Editor's Blog

Blinking mad

On a list of Things I Could Live Without, a robot designed to ‘enhance use of kitchen appliances’ would feature somewhere near the bottom, alongside gastroenteritis and Ed Sheeran. 

That we are now developing AI to remind us when to put a fast wash on, or empty the fridge, suggests a surfeit of technology, not a deficit. We humans are being stripped of our agency.

So I admit the schadenfreude was running high when a refusnik robot, created by LG, repeatedly failed to take instruction at this year’s Consumer Electronics Show (CES) in Las Vegas.

Cloi (pronounced Kloh-ee) was meant to be the centrepiece of the South Korean firm's presentation, but to three consecutive commands it – good grief, I nearly wrote she! - merely blinked.

The machine was described as being the ‘ultimate in simplicity when managing your smart home’, when it was presented on stage by David VanderWaal, LG's US marketing chief.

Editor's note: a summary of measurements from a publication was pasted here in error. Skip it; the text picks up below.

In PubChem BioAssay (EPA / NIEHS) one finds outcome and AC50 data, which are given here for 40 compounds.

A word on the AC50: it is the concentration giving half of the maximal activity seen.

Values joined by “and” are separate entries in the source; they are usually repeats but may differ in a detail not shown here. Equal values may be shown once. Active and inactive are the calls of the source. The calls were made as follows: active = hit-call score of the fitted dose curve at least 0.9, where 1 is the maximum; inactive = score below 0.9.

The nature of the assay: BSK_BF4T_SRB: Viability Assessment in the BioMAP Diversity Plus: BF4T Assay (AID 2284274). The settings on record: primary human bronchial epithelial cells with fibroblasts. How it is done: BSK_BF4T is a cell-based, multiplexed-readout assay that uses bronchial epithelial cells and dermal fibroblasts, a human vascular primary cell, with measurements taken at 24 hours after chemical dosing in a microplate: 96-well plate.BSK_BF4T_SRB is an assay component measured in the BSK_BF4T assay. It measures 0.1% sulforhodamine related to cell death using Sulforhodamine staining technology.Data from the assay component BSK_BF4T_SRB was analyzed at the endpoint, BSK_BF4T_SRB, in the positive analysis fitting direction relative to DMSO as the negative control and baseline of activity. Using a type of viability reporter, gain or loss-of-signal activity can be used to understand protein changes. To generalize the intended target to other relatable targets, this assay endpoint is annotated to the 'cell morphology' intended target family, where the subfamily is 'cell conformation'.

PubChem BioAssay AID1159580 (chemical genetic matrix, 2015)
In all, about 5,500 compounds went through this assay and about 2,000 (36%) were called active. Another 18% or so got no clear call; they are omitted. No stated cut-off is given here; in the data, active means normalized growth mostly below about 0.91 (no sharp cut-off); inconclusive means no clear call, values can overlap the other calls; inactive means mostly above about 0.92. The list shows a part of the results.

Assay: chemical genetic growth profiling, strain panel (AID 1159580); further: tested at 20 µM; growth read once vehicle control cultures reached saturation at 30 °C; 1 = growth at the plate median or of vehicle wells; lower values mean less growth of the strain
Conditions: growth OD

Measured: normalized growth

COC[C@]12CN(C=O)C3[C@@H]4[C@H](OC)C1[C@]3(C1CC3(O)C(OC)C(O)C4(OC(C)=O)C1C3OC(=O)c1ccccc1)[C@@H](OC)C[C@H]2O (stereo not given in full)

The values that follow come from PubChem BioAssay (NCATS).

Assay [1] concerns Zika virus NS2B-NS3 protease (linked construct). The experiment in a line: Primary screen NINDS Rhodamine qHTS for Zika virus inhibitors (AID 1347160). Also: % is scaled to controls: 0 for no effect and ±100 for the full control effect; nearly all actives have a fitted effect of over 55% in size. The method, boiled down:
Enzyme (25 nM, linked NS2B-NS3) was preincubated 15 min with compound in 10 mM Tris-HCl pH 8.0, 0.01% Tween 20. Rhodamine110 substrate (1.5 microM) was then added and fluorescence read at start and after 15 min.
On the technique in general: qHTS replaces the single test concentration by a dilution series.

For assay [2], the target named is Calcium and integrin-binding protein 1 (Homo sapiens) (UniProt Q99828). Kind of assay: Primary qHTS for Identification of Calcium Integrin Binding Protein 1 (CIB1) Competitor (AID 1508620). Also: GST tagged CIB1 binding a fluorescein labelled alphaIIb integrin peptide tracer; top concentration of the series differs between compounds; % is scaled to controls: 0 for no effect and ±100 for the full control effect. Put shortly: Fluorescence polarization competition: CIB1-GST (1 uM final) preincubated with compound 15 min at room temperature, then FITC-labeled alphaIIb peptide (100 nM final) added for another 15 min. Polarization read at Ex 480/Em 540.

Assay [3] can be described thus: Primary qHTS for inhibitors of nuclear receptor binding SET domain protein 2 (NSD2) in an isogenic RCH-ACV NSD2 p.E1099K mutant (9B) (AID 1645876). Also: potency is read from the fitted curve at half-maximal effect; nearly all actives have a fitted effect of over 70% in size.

But when VanderWaal asked Cloi when his washing was ready, what was planned for dinner, and what recipes it could suggest for chicken, the robot could only bat its eye-lashes.

Social media did its worst, mocking the poor bot, and VanderWaal must have wanted the stage to swallow him up, but something in the sorry spectacle left me feeling reassured.

With driverless cars on the horizon, talk of a world run by robots has gathered pace. But Cloi’s vacant obstinacy suggests our android friends are not ready for world domination just yet.

Which is a good thing. Because the day we hand over the keys and let them get on with it, might be the day when thousands of people meeting face to face to share ideas sounds blinking mad.


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